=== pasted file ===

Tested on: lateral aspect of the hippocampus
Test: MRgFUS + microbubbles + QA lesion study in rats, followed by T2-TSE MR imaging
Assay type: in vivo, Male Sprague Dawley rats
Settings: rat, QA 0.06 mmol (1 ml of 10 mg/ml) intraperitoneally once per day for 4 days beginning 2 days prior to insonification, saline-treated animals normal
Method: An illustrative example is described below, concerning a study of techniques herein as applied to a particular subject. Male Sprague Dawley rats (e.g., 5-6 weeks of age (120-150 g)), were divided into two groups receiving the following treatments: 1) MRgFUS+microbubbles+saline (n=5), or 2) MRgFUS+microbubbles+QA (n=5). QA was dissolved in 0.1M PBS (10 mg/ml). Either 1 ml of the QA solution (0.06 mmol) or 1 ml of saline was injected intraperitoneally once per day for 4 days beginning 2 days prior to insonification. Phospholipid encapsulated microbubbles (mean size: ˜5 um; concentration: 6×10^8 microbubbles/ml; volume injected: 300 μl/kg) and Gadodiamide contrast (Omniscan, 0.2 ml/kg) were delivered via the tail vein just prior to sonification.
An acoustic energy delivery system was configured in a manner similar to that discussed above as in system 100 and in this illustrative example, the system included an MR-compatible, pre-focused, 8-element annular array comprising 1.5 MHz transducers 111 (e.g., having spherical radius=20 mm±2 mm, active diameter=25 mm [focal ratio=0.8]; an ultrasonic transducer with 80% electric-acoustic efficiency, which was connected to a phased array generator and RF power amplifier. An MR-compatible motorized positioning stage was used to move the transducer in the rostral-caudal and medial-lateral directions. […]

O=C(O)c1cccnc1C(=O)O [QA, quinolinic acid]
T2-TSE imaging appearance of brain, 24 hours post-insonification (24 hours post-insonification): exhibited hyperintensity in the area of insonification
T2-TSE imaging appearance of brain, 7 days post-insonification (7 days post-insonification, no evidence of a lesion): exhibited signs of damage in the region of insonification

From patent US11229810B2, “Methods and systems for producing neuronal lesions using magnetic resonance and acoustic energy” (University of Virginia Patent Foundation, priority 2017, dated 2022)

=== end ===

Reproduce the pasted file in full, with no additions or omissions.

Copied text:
Tested on: lateral aspect of the hippocampus
Test: MRgFUS + microbubbles + QA lesion study in rats, followed by T2-TSE MR imaging
Assay type: in vivo, Male Sprague Dawley rats
Settings: rat, QA 0.06 mmol (1 ml of 10 mg/ml) intraperitoneally once per day for 4 days beginning 2 days prior to insonification, saline-treated animals normal
Method: An illustrative example is described below, concerning a study of techniques herein as applied to a particular subject. Male Sprague Dawley rats (e.g., 5-6 weeks of age (120-150 g)), were divided into two groups receiving the following treatments: 1) MRgFUS+microbubbles+saline (n=5), or 2) MRgFUS+microbubbles+QA (n=5). QA was dissolved in 0.1M PBS (10 mg/ml). Either 1 ml of the QA solution (0.06 mmol) or 1 ml of saline was injected intraperitoneally once per day for 4 days beginning 2 days prior to insonification. Phospholipid encapsulated microbubbles (mean size: ˜5 um; concentration: 6×10^8 microbubbles/ml; volume injected: 300 μl/kg) and Gadodiamide contrast (Omniscan, 0.2 ml/kg) were delivered via the tail vein just prior to sonification.
An acoustic energy delivery system was configured in a manner similar to that discussed above as in system 100 and in this illustrative example, the system included an MR-compatible, pre-focused, 8-element annular array comprising 1.5 MHz transducers 111 (e.g., having spherical radius=20 mm±2 mm, active diameter=25 mm [focal ratio=0.8]; an ultrasonic transducer with 80% electric-acoustic efficiency, which was connected to a phased array generator and RF power amplifier. An MR-compatible motorized positioning stage was used to move the transducer in the rostral-caudal and medial-lateral directions. […]

O=C(O)c1cccnc1C(=O)O [QA, quinolinic acid]
T2-TSE imaging appearance of brain, 24 hours post-insonification (24 hours post-insonification): exhibited hyperintensity in the area of insonification
T2-TSE imaging appearance of brain, 7 days post-insonification (7 days post-insonification, no evidence of a lesion): exhibited signs of damage in the region of insonification

From patent US11229810B2, “Methods and systems for producing neuronal lesions using magnetic resonance and acoustic energy” (University of Virginia Patent Foundation, priority 2017, dated 2022)